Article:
Payload integration begins for Arianespace’s next Soyuz mission with Galileo spacecraft

The first of two Galileo navigation satellites to be orbited on Arianespace’s August 21 Soyuz flight has been integrated on its payload dispenser system, marking a key step as preparations advance for this medium-lift mission from French Guiana.

Named “Doresa,” the spacecraft was installed this month during activity inside the Spaceport’s S5A integration hall. It is to be joined on the dispenser system by the mission’s other passenger – “Milena,” whose own installation is forthcoming – in a side-by-side arrangement. The pair then will be mated atop Soyuz’ Fregat upper stage and encapsulated in the protective payload fairing.

“Doresa” and “Milena” – both built by OHB System – are the first FOC (Full Operational Capability) satellites for the Galileo constellation, which will create a European-operated space-based navigation system providing highly accurate, guaranteed global positioning services.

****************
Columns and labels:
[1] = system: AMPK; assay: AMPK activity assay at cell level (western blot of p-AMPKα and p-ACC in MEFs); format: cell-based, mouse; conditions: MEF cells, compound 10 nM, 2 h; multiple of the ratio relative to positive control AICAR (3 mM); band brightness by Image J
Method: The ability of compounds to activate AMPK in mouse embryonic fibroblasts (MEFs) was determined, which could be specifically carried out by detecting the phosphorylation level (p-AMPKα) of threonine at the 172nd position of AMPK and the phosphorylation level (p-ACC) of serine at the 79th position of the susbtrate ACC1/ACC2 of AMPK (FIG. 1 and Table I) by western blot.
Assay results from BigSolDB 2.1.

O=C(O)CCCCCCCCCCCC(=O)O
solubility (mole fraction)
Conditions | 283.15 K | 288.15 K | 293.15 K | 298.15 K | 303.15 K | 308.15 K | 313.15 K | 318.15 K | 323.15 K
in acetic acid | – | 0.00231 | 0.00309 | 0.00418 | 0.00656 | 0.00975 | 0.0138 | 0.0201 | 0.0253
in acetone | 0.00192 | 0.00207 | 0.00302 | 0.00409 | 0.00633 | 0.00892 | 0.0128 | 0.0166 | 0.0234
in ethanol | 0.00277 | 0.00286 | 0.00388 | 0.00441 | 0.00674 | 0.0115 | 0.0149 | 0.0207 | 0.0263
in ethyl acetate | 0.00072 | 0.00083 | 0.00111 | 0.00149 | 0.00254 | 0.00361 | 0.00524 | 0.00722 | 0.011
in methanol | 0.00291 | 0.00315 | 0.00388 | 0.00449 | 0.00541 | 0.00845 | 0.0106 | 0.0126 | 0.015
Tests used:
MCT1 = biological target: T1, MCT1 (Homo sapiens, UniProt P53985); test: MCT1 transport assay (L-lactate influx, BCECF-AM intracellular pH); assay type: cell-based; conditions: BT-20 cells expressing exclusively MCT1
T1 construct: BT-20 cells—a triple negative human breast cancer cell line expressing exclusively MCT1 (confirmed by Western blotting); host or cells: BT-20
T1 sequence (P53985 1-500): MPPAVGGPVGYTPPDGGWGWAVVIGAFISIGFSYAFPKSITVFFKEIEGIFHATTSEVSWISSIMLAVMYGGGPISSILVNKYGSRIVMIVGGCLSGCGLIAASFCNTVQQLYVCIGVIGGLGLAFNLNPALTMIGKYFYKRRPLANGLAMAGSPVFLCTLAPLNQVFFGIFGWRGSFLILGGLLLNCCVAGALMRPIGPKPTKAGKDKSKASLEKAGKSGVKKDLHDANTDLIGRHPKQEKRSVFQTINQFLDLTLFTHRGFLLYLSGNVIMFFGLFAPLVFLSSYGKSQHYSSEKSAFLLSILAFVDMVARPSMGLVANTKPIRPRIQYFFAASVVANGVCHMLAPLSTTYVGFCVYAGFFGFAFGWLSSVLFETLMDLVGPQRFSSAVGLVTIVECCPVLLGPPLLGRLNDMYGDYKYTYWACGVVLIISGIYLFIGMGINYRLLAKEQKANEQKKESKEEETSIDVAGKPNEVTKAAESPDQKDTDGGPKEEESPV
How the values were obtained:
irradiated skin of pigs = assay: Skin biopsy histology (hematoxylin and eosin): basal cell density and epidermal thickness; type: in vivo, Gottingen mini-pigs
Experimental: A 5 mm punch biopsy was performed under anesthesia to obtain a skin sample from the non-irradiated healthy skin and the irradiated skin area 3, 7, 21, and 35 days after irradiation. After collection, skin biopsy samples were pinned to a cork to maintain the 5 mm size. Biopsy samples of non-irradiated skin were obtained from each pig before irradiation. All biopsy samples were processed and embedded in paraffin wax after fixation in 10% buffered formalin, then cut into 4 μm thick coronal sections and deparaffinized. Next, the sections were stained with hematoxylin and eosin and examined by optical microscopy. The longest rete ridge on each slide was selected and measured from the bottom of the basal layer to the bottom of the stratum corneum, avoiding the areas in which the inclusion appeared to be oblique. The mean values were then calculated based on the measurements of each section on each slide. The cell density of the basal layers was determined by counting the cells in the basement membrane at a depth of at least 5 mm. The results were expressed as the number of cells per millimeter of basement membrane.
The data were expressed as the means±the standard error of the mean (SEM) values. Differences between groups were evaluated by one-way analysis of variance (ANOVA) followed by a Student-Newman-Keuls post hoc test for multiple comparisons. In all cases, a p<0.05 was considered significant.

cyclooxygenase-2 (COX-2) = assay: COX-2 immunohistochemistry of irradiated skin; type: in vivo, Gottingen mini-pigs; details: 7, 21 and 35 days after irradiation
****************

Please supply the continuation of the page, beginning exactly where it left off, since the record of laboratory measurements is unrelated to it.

The FOC phase is being funded and executed by the European Union, with the European Space Agency designated as the Galileo system’s development and sourcing agent. The spacecraft payloads, which will generate precision positioning measurements and services to users worldwide, were supplied by Surrey Satellite Technology Ltd. in Guildford, UK.

Designated VS09 in Arianespace’s numbering system, the August 21 flight will be performed from the purpose-built ZLS launch facility for Soyuz – located in the Spaceport’s northern sector near the city of Sinnamary.

Next week’s mission continues Arianespace’s support in the overall Galileo system development. The company’s Starsem affiliate lofted two GIOVE (Galileo In-Orbit Validation Element) satellites in December 2005 and April 2008 on Soyuz missions conducted from Baikonur Cosmodrome in Kazakhstan.

These were followed by four Galileo satellites used for the system’s In-Orbit Validation (IOV) phase, launched in pairs on Soyuz flights performed by Arianespace from French Guiana in October 2011 and October 2012.


Source / Author: Arienespace
Photo: Arienespace